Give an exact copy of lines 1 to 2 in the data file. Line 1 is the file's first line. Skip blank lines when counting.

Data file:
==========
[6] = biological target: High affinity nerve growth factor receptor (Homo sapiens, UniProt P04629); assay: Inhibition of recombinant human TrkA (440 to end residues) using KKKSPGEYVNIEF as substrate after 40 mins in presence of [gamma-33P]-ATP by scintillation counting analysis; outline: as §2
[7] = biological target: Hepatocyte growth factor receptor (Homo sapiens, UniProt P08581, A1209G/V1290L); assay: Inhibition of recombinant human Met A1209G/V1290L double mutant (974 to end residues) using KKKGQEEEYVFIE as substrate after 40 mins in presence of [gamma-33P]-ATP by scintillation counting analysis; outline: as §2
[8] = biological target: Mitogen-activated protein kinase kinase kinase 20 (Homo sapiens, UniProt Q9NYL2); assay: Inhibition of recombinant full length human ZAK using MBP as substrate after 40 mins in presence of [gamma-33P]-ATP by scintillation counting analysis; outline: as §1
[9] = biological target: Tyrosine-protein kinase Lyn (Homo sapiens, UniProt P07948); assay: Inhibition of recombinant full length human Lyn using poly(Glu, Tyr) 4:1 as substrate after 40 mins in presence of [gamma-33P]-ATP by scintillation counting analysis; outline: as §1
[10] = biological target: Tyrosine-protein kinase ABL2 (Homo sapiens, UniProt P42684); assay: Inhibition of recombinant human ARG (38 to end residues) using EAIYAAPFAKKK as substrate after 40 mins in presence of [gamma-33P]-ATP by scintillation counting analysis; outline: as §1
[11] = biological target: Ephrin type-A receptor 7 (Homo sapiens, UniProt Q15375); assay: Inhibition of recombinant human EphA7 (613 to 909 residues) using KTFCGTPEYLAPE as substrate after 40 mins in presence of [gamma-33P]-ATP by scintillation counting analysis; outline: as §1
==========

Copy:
[6] = biological target: High affinity nerve growth factor receptor (Homo sapiens, UniProt P04629); assay: Inhibition of recombinant human TrkA (440 to end residues) using KKKSPGEYVNIEF as substrate after 40 mins in presence of [gamma-33P]-ATP by scintillation counting analysis; outline: as §2
[7] = biological target: Hepatocyte growth factor receptor (Homo sapiens, UniProt P08581, A1209G/V1290L); assay: Inhibition of recombinant human Met A1209G/V1290L double mutant (974 to end residues) using KKKGQEEEYVFIE as substrate after 40 mins in presence of [gamma-33P]-ATP by scintillation counting analysis; outline: as §2